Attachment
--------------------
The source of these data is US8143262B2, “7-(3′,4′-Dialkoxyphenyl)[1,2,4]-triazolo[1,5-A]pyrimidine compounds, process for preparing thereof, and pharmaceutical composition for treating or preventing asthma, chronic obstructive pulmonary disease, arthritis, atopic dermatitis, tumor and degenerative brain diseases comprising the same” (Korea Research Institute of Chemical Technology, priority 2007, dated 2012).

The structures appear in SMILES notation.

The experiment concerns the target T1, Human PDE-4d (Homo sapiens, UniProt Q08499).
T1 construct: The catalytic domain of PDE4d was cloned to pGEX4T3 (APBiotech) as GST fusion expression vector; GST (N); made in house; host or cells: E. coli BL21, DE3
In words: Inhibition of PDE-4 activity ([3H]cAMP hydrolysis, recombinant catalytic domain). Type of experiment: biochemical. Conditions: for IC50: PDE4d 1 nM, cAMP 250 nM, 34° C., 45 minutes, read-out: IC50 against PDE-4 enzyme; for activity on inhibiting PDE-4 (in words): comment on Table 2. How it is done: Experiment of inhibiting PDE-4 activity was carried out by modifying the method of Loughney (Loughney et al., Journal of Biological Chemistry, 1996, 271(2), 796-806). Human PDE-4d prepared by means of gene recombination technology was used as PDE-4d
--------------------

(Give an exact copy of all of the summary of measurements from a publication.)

The source of these data is US8143262B2, “7-(3′,4′-Dialkoxyphenyl)[1,2,4]-triazolo[1,5-A]pyrimidine compounds, process for preparing thereof, and pharmaceutical composition for treating or preventing asthma, chronic obstructive pulmonary disease, arthritis, atopic dermatitis, tumor and degenerative brain diseases comprising the same” (Korea Research Institute of Chemical Technology, priority 2007, dated 2012).

The structures appear in SMILES notation.

The experiment concerns the target T1, Human PDE-4d (Homo sapiens, UniProt Q08499).
T1 construct: The catalytic domain of PDE4d was cloned to pGEX4T3 (APBiotech) as GST fusion expression vector; GST (N); made in house; host or cells: E. coli BL21, DE3
In words: Inhibition of PDE-4 activity ([3H]cAMP hydrolysis, recombinant catalytic domain). Type of experiment: biochemical. Conditions: for IC50: PDE4d 1 nM, cAMP 250 nM, 34° C., 45 minutes, read-out: IC50 against PDE-4 enzyme; for activity on inhibiting PDE-4 (in words): comment on Table 2. How it is done: Experiment of inhibiting PDE-4 activity was carried out by modifying the method of Loughney (Loughney et al., Journal of Biological Chemistry, 1996, 271(2), 796-806). Human PDE-4d prepared by means of gene recombination technology was used as PDE-4d